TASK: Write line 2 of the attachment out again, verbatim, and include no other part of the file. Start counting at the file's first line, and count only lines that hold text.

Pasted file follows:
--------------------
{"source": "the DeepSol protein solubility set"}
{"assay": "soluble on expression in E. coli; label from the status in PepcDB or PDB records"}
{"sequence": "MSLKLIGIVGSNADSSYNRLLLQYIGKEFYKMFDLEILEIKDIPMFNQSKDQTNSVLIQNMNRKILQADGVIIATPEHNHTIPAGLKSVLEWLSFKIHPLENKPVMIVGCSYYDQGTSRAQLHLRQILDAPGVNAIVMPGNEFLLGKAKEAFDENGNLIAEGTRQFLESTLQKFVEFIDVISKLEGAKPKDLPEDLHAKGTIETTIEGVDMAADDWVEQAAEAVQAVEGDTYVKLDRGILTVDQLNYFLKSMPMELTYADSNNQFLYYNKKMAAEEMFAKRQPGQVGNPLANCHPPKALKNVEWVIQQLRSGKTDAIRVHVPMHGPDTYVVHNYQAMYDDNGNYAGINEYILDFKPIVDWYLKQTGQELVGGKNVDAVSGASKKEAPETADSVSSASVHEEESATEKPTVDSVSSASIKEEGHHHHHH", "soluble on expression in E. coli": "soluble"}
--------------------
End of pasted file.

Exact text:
{"assay": "soluble on expression in E. coli; label from the status in PepcDB or PDB records"}